All state is mutable by default (this includes struct fields, array elements, and locals). Functions can mutate state by default. Both are overridable by explicit specifiers, much like C++ "const", but you have to remember to do so. Even then, the current implementation doesn't enforce this for functions.

Integers are fixed-size and wrap around, so it's possible to have overflow and underflow bugs. Granted, with 256 bits of precision by default that's harder to do than usual... but still pretty easy if you e.g. do arithmetic on two inputs.

Operators have different semantics depending on whether the operands are literals or not. For example, 1/2 is 0.5, but x/y for x==1 and y==2 is 0. Precision of the operation is also determined in this manner - literals are arbitrary-precision, other values are constrained by their types.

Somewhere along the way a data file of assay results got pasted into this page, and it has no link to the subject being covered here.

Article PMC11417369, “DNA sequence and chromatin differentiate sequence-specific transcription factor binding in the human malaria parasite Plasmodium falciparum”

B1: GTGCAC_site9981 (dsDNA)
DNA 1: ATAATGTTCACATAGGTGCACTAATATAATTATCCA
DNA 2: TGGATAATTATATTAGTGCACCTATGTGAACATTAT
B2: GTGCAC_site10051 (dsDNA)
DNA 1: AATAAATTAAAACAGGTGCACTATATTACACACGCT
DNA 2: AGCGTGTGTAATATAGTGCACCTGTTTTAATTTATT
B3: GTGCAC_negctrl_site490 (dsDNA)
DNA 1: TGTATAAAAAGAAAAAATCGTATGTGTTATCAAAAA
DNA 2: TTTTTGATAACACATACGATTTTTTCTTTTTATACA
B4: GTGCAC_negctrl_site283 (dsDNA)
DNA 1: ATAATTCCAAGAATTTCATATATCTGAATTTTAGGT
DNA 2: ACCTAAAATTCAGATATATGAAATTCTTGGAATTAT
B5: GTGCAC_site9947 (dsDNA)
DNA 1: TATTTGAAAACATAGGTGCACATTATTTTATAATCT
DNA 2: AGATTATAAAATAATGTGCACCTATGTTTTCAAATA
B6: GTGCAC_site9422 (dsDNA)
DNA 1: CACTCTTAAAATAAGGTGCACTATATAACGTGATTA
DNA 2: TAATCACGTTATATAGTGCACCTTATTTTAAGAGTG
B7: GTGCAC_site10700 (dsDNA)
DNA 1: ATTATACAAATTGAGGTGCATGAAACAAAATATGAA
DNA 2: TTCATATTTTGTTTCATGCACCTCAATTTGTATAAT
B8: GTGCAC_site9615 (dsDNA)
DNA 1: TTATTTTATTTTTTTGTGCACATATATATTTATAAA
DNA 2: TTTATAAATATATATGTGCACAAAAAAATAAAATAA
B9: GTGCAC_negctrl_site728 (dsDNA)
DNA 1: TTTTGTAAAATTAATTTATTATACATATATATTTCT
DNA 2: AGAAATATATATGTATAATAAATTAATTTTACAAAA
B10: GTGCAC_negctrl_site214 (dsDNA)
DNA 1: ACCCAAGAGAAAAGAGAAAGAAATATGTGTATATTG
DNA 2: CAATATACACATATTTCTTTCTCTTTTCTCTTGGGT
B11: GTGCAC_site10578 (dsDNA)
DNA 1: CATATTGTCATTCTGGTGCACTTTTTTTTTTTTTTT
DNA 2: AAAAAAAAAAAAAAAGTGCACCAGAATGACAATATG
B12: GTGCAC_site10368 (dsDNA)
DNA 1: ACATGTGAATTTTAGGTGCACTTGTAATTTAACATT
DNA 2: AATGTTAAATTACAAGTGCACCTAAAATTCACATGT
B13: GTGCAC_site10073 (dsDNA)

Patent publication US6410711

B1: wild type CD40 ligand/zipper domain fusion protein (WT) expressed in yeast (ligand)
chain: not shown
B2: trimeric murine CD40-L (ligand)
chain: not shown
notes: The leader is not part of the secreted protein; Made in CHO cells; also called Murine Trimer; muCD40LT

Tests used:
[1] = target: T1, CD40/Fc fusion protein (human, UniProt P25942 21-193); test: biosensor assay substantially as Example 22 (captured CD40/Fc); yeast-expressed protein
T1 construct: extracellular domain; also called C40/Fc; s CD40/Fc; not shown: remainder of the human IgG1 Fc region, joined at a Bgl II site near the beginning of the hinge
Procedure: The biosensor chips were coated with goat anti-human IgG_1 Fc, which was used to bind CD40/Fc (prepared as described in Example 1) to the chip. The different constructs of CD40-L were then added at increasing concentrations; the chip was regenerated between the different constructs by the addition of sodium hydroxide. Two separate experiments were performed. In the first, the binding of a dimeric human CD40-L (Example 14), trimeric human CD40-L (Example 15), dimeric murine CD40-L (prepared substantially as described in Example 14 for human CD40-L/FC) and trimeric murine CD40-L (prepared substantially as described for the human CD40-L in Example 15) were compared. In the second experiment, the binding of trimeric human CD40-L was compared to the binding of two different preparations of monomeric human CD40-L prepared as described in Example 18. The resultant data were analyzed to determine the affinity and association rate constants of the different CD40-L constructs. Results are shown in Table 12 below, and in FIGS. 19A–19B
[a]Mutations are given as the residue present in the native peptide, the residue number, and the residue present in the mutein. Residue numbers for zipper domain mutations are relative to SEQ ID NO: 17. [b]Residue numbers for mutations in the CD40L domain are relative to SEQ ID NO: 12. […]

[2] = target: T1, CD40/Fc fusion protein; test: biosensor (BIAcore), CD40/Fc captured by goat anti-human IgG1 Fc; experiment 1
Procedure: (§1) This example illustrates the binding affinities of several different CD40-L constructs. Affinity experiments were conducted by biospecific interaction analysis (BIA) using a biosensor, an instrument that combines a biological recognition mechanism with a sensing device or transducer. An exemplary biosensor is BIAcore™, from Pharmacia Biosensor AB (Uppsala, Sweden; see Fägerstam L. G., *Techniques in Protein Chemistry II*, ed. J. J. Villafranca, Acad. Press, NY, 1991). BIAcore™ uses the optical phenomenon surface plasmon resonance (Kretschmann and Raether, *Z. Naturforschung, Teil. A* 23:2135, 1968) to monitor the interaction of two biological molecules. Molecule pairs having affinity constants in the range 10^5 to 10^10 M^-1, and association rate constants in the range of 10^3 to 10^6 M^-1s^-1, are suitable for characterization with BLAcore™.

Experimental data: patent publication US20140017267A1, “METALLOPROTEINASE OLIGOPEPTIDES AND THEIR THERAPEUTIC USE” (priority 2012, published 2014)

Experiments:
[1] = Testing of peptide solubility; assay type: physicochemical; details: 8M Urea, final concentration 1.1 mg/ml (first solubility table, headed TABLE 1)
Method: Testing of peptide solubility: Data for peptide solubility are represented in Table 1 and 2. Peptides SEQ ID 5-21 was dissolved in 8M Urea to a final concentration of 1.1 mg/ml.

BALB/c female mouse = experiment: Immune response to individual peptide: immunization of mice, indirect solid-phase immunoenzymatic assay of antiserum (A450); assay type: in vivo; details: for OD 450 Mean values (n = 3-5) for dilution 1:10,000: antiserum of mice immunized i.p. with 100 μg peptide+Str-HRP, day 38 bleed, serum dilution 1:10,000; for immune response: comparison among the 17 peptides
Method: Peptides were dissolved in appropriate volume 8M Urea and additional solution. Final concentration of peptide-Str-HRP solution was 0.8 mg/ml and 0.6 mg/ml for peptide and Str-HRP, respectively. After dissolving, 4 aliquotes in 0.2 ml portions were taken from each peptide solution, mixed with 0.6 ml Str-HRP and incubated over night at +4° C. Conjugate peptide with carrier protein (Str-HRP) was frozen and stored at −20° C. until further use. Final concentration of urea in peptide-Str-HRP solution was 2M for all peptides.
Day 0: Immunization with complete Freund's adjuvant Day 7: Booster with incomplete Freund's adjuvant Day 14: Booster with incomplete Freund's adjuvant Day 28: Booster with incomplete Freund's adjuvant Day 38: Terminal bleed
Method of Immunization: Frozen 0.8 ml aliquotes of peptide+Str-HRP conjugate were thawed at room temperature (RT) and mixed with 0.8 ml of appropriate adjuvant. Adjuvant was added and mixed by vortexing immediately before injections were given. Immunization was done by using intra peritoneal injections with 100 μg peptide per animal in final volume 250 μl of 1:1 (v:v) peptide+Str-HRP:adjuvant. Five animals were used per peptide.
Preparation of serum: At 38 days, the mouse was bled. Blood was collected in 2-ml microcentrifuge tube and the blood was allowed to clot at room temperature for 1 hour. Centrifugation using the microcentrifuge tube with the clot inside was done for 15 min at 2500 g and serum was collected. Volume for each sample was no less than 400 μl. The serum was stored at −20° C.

Copy is by reference or by value depending on where the operands are stored. This is implicit - the operation looks exactly the same in code, so unless you look at declarations, you don't know what it actually does. Because mutability is pervasive, this can can have far-reaching effects.

Map data type doesn't throw on non-existing keys, it just returns the default value.

The language has suffixes for literals to denote various units (e.g. "10 seconds" or "1000 ether"). This is purely syntactic sugar, however, and is not reflected in the type system in any way, so "10 second + 1000 ether" is valid code.

Statements allow, but do not require, braces around bodies. This means that dangling "else" is potentially an issue, as is anything else from the same class of bugs (such as the infamous Apple "goto fail" bug).